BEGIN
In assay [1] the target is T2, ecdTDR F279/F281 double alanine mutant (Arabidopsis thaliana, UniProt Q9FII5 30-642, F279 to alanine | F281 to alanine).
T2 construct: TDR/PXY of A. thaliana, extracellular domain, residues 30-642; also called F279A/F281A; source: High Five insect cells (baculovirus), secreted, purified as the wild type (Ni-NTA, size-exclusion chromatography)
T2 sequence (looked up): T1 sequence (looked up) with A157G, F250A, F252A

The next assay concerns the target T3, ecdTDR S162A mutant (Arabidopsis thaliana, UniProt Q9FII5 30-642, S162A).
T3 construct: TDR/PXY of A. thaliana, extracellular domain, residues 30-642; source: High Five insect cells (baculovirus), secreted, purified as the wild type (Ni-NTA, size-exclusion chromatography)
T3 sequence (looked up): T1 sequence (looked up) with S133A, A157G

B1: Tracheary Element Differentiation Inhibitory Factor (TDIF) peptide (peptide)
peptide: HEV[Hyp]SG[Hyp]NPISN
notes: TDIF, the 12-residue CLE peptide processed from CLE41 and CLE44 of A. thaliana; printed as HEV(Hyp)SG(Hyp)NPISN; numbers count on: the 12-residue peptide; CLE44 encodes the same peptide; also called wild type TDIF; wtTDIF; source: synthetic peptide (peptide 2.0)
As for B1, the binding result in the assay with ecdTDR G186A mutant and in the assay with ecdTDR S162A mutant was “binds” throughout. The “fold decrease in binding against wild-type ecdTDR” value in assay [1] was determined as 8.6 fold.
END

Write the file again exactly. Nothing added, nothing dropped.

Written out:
In assay [1] the target is T2, ecdTDR F279/F281 double alanine mutant (Arabidopsis thaliana, UniProt Q9FII5 30-642, F279 to alanine | F281 to alanine).
T2 construct: TDR/PXY of A. thaliana, extracellular domain, residues 30-642; also called F279A/F281A; source: High Five insect cells (baculovirus), secreted, purified as the wild type (Ni-NTA, size-exclusion chromatography)
T2 sequence (looked up): T1 sequence (looked up) with A157G, F250A, F252A

The next assay concerns the target T3, ecdTDR S162A mutant (Arabidopsis thaliana, UniProt Q9FII5 30-642, S162A).
T3 construct: TDR/PXY of A. thaliana, extracellular domain, residues 30-642; source: High Five insect cells (baculovirus), secreted, purified as the wild type (Ni-NTA, size-exclusion chromatography)
T3 sequence (looked up): T1 sequence (looked up) with S133A, A157G

B1: Tracheary Element Differentiation Inhibitory Factor (TDIF) peptide (peptide)
peptide: HEV[Hyp]SG[Hyp]NPISN
notes: TDIF, the 12-residue CLE peptide processed from CLE41 and CLE44 of A. thaliana; printed as HEV(Hyp)SG(Hyp)NPISN; numbers count on: the 12-residue peptide; CLE44 encodes the same peptide; also called wild type TDIF; wtTDIF; source: synthetic peptide (peptide 2.0)
As for B1, the binding result in the assay with ecdTDR G186A mutant and in the assay with ecdTDR S162A mutant was “binds” throughout. The “fold decrease in binding against wild-type ecdTDR” value in assay [1] was determined as 8.6 fold.